Revista Brasileira de Psiquiatria ISSN print 1516-4446
ISSN on-line 1809-452X
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Braz J Psychiatry 2012; 3: Volume 34; 360-363



Negligible impact of a HTR1A gene promoter variant on suicidal behavior

Philipp G. Sand

Dear Editors,

I have read with great interest the recent meta-analysis of rs6295 effects on suicidal behavior conducted by Angles et al.1 Praise to the authors for having rigorously selected eligible studies prior to embarking on their analysis. The message is clear. Unfortunately, the calculations are in error as alleles were muddled in one of the four investigations on which the random effects model was based: Lemonde et al.2 examined the transcribed DNA strand, whereas the remaining studies refer to the anti-parallel strand. When this is overlooked, G and C alleles are exchanged and the G allele becomes risk-enhancing rather than protective. Even if the data in question are dropped on the grounds of heterogeneity, I have counted four additional studies of which at least one3 warrants inclusion in the model. After correcting for these confounders, the pooled odds ratios obtained are 0.86 (0.7-1.2) and 0.97 (0.8-1.1), respectively (Figure 1). No significant association with suicidal behavior emerges which is in line with a further, more recent publication.4

Figure 1 Forest plots of odds ratios (OR) for the rs6295 G allele assuming a codominant mode of inheritance with (a) and without (b) the initial study by Lemonde et al.2

The main concern with present and past research in the field remains, however, the lack of adequate specification of genetic exposure that precludes all verifications of this kind. A growing number of studies has referred to rs6295 without providing experimental details on the DNA strand amplified and the allele actually called. Literally, such data make little sense and cannot be used for aggregating results across examinations to increase statistical power.5 It appears unlikely, therefore, that larger samples will shed more light on the role of rs6295 in candidate phenotypes unless genotyping procedures are routinely reported in full detail to help decrypt this information.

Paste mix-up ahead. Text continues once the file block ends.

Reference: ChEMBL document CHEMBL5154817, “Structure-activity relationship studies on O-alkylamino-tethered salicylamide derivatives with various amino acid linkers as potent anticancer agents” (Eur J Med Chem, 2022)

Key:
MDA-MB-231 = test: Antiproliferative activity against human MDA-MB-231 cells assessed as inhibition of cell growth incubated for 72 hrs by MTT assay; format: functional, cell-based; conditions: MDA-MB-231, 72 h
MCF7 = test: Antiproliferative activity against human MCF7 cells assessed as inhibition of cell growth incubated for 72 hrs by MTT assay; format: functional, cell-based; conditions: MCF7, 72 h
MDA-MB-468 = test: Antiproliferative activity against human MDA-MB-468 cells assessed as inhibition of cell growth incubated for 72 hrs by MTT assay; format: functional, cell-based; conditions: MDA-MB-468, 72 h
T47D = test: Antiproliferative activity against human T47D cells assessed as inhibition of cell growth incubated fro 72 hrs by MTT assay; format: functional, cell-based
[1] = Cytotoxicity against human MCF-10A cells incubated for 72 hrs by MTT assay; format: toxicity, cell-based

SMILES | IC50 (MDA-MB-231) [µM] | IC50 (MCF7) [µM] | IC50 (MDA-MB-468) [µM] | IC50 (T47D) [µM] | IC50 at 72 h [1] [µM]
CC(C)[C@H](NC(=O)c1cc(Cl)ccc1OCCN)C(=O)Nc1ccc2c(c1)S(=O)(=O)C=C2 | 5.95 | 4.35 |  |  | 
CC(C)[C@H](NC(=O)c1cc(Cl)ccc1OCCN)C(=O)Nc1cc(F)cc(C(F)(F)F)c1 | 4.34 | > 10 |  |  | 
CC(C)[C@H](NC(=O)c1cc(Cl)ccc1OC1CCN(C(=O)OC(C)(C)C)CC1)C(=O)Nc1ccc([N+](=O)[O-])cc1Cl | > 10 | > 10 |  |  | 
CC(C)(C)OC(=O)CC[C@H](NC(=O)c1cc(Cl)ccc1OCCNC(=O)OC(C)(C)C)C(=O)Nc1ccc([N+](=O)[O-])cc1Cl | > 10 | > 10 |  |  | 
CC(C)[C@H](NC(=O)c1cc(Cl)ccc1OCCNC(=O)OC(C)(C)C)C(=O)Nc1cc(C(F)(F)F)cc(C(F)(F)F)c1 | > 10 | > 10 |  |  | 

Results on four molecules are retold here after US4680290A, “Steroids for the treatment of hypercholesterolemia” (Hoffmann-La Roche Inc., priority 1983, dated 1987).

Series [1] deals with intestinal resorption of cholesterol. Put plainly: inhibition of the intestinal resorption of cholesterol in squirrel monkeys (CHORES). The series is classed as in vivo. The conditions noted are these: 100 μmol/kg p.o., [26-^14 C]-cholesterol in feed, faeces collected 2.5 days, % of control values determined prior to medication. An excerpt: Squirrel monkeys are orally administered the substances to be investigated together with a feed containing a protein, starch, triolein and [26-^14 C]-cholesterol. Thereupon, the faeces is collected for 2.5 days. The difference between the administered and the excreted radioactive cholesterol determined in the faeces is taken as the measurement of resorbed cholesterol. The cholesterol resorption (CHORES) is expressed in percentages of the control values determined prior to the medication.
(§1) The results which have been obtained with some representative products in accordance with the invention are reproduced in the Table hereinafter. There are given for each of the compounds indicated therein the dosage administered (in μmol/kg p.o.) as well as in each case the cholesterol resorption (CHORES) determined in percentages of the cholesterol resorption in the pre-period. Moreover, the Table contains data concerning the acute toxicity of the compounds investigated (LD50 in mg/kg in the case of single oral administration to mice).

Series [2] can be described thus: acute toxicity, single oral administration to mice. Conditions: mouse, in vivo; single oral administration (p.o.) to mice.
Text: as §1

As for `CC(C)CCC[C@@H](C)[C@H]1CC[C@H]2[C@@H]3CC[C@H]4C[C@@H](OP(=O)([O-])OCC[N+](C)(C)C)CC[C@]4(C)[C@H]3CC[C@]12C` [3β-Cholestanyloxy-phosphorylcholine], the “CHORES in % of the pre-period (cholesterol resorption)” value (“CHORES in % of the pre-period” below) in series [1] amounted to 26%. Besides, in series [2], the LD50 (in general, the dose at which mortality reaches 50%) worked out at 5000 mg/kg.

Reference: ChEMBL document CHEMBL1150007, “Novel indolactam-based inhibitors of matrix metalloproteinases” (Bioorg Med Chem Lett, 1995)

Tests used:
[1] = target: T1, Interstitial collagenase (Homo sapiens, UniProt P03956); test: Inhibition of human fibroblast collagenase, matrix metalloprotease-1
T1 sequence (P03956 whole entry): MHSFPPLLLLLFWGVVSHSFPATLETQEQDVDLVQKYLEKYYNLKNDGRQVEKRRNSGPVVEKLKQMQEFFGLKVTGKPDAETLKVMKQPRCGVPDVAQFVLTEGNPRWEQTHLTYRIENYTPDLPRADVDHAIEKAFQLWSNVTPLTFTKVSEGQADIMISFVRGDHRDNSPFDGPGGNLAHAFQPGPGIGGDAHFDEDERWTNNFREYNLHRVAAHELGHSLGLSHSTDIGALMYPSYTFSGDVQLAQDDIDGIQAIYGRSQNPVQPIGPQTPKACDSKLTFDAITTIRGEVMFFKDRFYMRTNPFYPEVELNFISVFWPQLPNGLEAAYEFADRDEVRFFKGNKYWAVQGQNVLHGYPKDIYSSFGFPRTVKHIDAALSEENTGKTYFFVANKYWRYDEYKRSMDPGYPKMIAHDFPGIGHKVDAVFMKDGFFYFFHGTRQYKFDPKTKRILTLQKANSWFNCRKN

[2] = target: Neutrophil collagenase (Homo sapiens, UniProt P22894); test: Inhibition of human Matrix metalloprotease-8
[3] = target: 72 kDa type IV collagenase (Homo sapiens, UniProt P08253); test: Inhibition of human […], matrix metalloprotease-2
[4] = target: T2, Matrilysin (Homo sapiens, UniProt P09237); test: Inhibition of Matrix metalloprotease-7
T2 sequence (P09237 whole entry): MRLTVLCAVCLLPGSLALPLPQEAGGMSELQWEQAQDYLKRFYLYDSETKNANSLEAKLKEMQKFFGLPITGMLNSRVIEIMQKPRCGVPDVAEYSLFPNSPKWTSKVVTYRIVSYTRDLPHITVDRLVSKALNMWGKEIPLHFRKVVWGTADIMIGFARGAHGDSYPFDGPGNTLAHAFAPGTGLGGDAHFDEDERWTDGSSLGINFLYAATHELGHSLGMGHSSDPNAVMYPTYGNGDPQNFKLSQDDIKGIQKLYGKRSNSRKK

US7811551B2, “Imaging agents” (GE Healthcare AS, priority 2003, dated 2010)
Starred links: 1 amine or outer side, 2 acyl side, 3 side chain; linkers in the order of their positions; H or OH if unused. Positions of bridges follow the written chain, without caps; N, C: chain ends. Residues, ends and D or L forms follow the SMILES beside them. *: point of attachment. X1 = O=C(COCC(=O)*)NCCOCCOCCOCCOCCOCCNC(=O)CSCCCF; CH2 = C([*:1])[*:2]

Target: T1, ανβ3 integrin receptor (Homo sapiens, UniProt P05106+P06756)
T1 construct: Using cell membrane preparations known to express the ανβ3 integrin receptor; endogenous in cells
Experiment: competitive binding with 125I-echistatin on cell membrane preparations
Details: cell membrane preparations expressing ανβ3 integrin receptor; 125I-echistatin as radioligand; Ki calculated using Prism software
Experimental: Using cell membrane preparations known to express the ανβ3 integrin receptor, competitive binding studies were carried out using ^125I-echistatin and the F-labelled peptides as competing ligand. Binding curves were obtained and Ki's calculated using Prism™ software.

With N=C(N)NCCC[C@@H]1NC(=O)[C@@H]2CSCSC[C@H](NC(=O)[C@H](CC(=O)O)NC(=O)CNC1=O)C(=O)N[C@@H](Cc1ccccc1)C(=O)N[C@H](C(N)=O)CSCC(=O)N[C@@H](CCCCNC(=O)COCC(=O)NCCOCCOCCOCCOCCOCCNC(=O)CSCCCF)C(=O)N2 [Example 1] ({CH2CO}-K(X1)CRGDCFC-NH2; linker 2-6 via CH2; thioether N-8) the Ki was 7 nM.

Philipp G. Sand, MD
Department of Psychiatry and Psychotherapy,
University of Regensburg, Alemanha


1. Angles MR, Ocaña DB, Medellín BC, Tovilla-Zárate C. No association between the HTR1A gene and suicidal behavior: a meta-analysis. Rev Bras Psiquiatr. 2012;34(1):38-42.

2. Lemonde S, Turecki G, Bakish D, Du L, Hrdina PD, Bown CD, Sequeira A, Kushwaha N, Morris SJ, Basak A, Ou XM, Albert PR. Impaired repression at a 5-hydroxytryptamine 1A receptor gene polymorphism associated with major depression and suicide. J Neurosci. 2003;23(25):8788-99.

3. Sawiniec J, Borkowski K, Ginalska G, Lewandowska-Stanek H. Association between 5-hydroxytryptamine 1A receptor gene polymorphism and suicidal behavior. Przegl Lek. 2007;64(4-5):208-11.

4. Judy JT, Seifuddin F, Mahon PB, Huo Y, Goes FS, Jancic D, Schweizer B, Mondimore FM, Mackinnon DF, Depaulo JR Jr, Gershon ES, McMahon FJ, Cutler DJ, Zandi PP, Potash JB, Willour VL. Association study of serotonin pathway genes in attempted suicide. Am J Med Genet B Neuropsychiatr Genet. 2012;159B(1):112-9.

5. Sand PG. A functional 5-HT1A variant and comorbid anxiety. Epilepsy Res. Feb 2012 [Epub ahead of print].

6. Serretti A, Mandelli L, Giegling I, Schneider B, Hartmann AM, Schnabel A, Maurer K, Möller HJ, Rujescu D. HTR2C and HTR1A gene variants in German and Italian suicide attempters and completers. Am J Med Genet B Neuropsychiatr Genet. 2007;144B:291-9.

7. Videtic A, Zupanc T, Pregelj P, Balazic J, Tomori M, Komel R. Suicide, stress and serotonin receptor 1A promoter polymorphism -1019C>G in Slovenian suicide victims. Eur Arch Psychiatry Clin Neurosci. 2009;259:234-8.

8. Yoon HK, Kim YK. TPH2 -703G/T SNP may have important effect on susceptibility to suicidal behavior in major depression. Prog Neuropsychopharmacol Biol Psychiatry. 2009;33:403-9.